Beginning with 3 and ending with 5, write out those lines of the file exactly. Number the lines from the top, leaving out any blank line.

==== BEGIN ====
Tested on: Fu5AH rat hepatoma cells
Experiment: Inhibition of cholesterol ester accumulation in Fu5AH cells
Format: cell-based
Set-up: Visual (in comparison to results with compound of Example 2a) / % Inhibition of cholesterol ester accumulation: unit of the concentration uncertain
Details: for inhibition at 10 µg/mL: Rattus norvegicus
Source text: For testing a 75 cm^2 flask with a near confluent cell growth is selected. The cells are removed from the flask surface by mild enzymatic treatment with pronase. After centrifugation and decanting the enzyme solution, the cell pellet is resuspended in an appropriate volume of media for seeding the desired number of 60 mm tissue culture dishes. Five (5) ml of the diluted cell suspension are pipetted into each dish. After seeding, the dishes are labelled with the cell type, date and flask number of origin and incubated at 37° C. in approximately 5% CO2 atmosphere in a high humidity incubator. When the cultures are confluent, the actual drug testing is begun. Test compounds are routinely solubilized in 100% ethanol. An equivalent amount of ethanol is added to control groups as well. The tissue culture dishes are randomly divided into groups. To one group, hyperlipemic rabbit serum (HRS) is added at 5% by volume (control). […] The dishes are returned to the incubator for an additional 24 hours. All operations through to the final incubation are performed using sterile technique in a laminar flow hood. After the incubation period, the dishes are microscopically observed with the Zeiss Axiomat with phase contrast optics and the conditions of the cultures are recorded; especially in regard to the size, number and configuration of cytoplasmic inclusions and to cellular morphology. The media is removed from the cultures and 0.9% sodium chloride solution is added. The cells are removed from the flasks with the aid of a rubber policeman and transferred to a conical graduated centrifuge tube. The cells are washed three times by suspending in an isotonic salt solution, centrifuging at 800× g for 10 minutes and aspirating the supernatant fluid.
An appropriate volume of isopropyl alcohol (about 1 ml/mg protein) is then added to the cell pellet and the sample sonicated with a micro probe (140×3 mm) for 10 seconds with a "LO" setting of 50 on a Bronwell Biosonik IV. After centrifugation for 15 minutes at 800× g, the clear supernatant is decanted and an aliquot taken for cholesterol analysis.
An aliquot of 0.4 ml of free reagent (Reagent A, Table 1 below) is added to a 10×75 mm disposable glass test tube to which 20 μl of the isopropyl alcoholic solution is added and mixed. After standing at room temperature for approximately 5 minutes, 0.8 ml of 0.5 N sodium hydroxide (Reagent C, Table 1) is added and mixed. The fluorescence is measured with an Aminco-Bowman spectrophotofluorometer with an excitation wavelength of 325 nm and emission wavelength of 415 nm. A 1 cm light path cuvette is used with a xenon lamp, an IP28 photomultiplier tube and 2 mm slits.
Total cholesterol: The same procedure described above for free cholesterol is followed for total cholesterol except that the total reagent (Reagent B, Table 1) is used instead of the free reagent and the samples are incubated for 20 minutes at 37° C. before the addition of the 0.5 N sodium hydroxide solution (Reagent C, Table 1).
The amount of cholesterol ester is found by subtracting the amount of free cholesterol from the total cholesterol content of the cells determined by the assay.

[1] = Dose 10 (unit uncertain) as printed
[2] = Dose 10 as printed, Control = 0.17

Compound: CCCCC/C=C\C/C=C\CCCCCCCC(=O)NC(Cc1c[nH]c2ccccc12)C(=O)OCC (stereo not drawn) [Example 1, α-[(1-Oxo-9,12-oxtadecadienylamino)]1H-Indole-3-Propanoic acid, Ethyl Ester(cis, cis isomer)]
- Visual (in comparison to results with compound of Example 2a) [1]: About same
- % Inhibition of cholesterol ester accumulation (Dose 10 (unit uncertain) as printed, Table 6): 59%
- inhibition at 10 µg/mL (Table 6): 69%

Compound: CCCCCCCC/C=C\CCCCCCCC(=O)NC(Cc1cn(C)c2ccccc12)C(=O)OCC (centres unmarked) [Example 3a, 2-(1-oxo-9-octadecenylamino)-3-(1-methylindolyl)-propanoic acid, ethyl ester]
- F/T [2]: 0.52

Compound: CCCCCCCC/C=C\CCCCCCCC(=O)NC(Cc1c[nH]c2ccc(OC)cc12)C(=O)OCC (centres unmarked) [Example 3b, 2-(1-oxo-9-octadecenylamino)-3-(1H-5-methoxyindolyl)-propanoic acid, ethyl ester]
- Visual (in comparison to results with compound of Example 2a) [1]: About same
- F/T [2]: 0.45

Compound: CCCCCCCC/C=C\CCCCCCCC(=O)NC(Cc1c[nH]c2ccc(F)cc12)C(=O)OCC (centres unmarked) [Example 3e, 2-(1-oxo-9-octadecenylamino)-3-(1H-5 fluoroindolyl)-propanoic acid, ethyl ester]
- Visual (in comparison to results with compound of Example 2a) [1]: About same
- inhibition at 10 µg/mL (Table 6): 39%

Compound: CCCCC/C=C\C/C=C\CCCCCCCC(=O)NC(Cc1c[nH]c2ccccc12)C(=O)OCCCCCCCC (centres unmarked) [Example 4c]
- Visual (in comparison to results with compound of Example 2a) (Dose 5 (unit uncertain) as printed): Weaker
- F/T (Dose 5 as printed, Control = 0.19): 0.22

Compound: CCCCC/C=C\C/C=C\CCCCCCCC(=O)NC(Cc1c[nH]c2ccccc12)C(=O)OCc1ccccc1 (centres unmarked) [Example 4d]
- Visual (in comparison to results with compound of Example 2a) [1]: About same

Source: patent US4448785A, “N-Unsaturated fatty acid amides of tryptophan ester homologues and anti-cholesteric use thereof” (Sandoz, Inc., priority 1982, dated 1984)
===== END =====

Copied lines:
Format: cell-based
Set-up: Visual (in comparison to results with compound of Example 2a) / % Inhibition of cholesterol ester accumulation: unit of the concentration uncertain
Details: for inhibition at 10 µg/mL: Rattus norvegicus